Presentation on theme: "Do Now: Grab a textbook and use the map on page 303 to answer these questions: Which Germanic kingdoms were the largest in 500? What Geographic factors."— Presentation transcript:
1Transforming the Roman World: Germanic Kingdoms, the Carolingian Empire, and Charlemagne
2Do Now:Grab a textbook and use the map on page 303 to answer these questions:Which Germanic kingdoms were the largest in 500?What Geographic factors kept Constantinople from being conquered?
3Objective/Essential Question: Copy Onto Notes Sheet How did Germanic tribes transform the Roman Empire?
4New Germanic KingdomsGermanic peoples had begun to move into lands of the Roman Empire by the third century and set up new statesVisigoths: occupied Spain and ItalyOstrogoths: took control of Italy from the Visigoths in the 5th centuryAngles and Saxons: tribes from Denmark and northern Germany that moved into BritainEventually became the Anglo-Saxons
5Germanic SocietyGermans and Romans intermarried and created new societyMost important social bond among Germanic peoples was familyExtended family including aunts, uncles, cousins, and grandparentsWorked land together and passed it down to future generationsProvided protection in violent atmosphere of the timeAffected way Germanic law treated crime and punishmentHow did Roman system deal with crime and punishment?Germanic law was personal: injury by one person against another resulted in blood feud between families and savage acts of revenge.To avoid bloodshed, new system developed called wergildA fine paid by wrongdoer to family of person he/she injured or killedValue of a person in moneyVaried according to social status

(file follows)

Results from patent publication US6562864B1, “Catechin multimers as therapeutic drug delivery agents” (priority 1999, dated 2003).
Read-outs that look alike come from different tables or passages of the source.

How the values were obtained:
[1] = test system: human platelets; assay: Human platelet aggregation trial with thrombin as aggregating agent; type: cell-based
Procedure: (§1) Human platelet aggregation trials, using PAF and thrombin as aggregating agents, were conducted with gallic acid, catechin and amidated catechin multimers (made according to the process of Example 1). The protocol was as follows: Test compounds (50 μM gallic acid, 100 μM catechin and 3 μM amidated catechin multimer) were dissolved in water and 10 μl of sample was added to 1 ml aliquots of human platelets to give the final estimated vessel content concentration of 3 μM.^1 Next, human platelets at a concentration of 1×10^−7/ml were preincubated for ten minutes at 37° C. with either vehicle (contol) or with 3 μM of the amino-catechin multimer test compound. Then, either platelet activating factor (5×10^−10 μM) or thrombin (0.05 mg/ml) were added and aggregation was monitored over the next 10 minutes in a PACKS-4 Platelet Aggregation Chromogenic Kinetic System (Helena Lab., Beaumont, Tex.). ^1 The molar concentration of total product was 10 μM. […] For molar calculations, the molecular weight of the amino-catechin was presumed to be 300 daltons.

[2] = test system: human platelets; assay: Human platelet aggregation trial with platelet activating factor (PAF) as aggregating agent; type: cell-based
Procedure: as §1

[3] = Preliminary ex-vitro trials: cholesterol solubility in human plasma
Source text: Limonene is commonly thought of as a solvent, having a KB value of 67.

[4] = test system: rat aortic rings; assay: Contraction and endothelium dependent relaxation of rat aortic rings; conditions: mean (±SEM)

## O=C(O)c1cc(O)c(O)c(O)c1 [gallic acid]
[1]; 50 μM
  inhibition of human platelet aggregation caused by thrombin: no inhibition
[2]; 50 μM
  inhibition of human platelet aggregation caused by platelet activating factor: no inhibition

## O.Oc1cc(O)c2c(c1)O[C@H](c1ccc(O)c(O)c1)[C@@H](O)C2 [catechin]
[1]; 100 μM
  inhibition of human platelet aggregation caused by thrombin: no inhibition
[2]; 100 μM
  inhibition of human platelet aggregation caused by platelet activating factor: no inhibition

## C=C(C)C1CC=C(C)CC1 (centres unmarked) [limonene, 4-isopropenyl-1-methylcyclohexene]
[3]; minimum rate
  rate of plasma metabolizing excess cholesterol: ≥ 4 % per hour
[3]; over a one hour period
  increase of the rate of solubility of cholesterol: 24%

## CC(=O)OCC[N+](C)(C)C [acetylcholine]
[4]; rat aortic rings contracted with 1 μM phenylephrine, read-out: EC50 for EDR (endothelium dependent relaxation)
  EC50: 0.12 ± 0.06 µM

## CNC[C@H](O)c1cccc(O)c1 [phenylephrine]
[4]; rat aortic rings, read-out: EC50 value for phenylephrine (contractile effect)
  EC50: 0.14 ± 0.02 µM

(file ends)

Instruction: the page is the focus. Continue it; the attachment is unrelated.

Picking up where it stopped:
6Kingdom of the FranksOnly German state on European continent that lasted long timeFrankish kingdom established by ClovisStrong military leader500 A.D. became first Germanic ruler to convert to ChristianityWon him support of the Catholic ChurchCovered modern day France and western GermanyDefeated surrounding Germanic tribes and unified Franks as a peopleAfter Clovis’ death, sons divided kingdom among themselves
7Charlemagne and the Carolingian Empire During 600s and 700s, Frankish kings gradually lost power to their officersOne of them, Pepin, assumed kingship for himself and his family768: Pepin dies and his son, Charles the Great or Charlemagne, becomes new Frankish kingRuled fromFierce warrior, strong statesman, devout ChristianGreatly expanded Frankish kingdom and created the Carolingian EmpireCovered much of western and central Europe at its heightMost powerful Christian ruler800: acquired title Emperor of the RomansSymbolized joining of Roman, Christian, and German elements
8The End of the Carolingian Empire Carolingian Empire weakened from within by division after Charlemagne’s death and from outside by enemy attacksFrom within:814: Charlemagne diesLess than 30 years later, empire divided among his grandsons into 3 major sectionsWest Frankish landsEastern Frankish landsMiddle KingdomLocal nobles gained power while Carolingian rulers fought each otherFrom outside:Ninth and tenth centuries, western Europe experienced wave of invasionsInvadersMuslims attacked southern coasts of Europe up to southern FranceMagyars, people from western Asia, moved into Central Europe, settled in Hungary and invaded western EuropeVikings, Germanic people from Scandinavia, most far-reaching attacks
9The VikingsSacked villages and towns, destroyed churches, defeated small local armiesWarriors, superb shipbuilders, and sailorsTheir ships were the best of the periodDragon shipsLong and narrow with beautifully carved, arched prowsCarried 50 menConstruction allowed them to sail up European rivers and attack places far inland